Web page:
Wonders & Worries Research

Without support, children may experience post-traumatic stress symptoms, distance themselves emotionally, feel unloved, or worry that they caused a parent’s illness. Preventative programming such as ours is necessary. 


Wonders & Worries is committed to evaluating the impact of our programs and sharing the results of our work. In 2016, we published a study of the impact of our programming in the Journal of Psychological Oncology.2 The study found that among 156 families we served, most of them experienced amelioration of multiple children’s issues including improved communication skills (87%), reduced anxiety (84%), increased feeling of security at home (90%), and improved school performance (73%).  

Clinical Research Study

In June 2018, we completed data collected for a research study conducted in conjunction with the Steve Hicks School of Social Work at the University of Texas Austin focused on shedding light on the efficacy of our copyrighted, six-session curriculum. Data analysis has been completed and the results of the study have been submitted for journal publication. The results of the study will be presented at several conferences in 2019-2020.

Supporting Evidence

A serious parental illness affects families by producing emotions of confusion, anger, and fears of abandonment in children, and produce radical changes in their daily lives, which creates a disorienting home environment. Children may react to parental cancer by internalizing problems, withdrawing or becoming depressed, anxious and/or by developing post-traumatic stress symptoms.2

Successful Child Adjustment

Review of studies regarding children’s psycho-social needs and existing interventions indicate three elements as critical to successful interventions. Wonders & Worries’ services address all three of these needs:

  1. Children need age-appropriate information about their parent’s illness.
  2. Children need support in communicating with parents, family members and health professionals.
  3. Children need an environment where they feel comfortable sharing positive and negative emotions, and where they can have their experiences normalized among peers.

Comparative analysis studies show that cancer impacts a child’s adjustment, especially during the early period of diagnosis, treatment, and recovery.3 An interview study of 8- to 12-year-olds reveals that 81 percent of the children believed their mother would die from breast cancer, even though it was diagnosed as early stage.4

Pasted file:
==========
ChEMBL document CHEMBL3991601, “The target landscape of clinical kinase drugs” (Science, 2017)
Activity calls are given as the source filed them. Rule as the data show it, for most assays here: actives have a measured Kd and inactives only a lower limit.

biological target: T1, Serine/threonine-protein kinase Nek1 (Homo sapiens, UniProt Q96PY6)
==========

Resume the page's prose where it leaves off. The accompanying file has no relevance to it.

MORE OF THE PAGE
We also know that stress within families is even higher prior to a parent’s death than following death.5 When a parent has cancer, a child’s earlier ways of thinking–including poor hypothesis-testing and magical thinking–may reappear.4 This means that we cannot assume an adolescent will be able to reason or problem-solve when a parent is diagnosed with cancer.

Because strong emotional states may make it more difficult for a child to sort out what is happening, the upset child may perceive a greater threat than he or she might otherwise. There is evidence that children may also internalize their ill parent’s behavior as them not being lovable or valued.6


Yung-Chi C., Marian C.F. (2012) “Parental Involvement of Mothers With Chronic Illness and Children’s Academic Achievement.” Journal of Family Issues, 34(5) 583–606.
Phillips F., Prezio E.A. (2016) “Wonders & Worries: evaluation of a child centered psychosocial intervention for families who have a parent/primary caregiver with cancer.” Psycho-Oncology.
Huizinga G.A., Visser A., van der Graaf W.T.A., Hoekstra H.J., and Hoekstra-Weebers J.E.H.M. (2005) “The quality of communication between parents and adolescent children in the case of parental cancer.” Annals of Oncology, 16: 1956-1961.
Lewis, F. M. (2011) “Therapy for Parental Cancer and Dependent Children.” In Handbook of Psychotherapy in Cancer Care. Edited by Watson, M. and Kissane, D. W.
Fann, J.R., Thomas-Rich, A.M., Katon, W.J. et al. (2008) “Major depression after breast cancer: a review of epidemiology and treatment.” General Hospital Psychiatry, 30, 112–126.
6 Siegel K, Karus D, Raveis VH. (1996) “Adjustment of children facing the death of a parent due to cancer.” J Am Acad Child Adolesc Psychiatr; 35(4):442–450.

Further Reading

Ellis, S.J., Wakefield, C.E., et.al. (2016) “Supporting children facing a parent’s cancer diagnosis: a systematic review of children’s psychosocial needs and existing interventions.” European Journal of Cancer Care, 1-22.

Fallowfield, L.J., Hall, A., Maguire, G.P. et al. (1990) “Psychological outcomes of different treatment policies in women with early breast cancer outside a clinical trial.” British Medical Journal, 301, 575–580.

Grace Hyslop Christ. (2000) Healing Children’s Grief.

Huang X., O’Connor M., Lee, S. (2013). “School-aged and adolescent children’s experience when a parent has non-terminal cancer: a systematic review and meta-synthesis of qualitative studies.” Psycho-Oncology, 23: 493–506.